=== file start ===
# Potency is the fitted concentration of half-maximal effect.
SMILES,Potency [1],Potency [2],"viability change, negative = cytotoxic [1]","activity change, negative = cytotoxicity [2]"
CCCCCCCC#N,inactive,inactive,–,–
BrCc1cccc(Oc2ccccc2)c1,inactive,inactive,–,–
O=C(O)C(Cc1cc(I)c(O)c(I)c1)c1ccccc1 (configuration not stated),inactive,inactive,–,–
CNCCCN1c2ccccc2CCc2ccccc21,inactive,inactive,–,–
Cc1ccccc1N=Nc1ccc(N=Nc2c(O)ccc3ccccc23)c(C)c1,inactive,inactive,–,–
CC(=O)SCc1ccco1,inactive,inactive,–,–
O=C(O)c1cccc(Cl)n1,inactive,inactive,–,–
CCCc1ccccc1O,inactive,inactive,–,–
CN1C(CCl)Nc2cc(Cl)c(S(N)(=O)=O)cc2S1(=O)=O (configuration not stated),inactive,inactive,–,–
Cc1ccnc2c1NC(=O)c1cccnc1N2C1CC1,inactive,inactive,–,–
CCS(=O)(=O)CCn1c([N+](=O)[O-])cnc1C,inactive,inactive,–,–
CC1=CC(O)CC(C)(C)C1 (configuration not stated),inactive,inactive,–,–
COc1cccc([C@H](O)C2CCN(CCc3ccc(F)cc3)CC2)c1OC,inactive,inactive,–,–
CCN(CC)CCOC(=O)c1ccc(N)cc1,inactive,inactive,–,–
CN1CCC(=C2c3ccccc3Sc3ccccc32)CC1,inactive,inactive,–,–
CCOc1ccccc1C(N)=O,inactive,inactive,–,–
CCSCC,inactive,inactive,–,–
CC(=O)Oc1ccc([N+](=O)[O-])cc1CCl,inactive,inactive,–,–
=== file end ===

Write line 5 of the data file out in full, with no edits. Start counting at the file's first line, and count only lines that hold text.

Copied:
O=C(O)C(Cc1cc(I)c(O)c(I)c1)c1ccccc1 (configuration not stated),inactive,inactive,–,–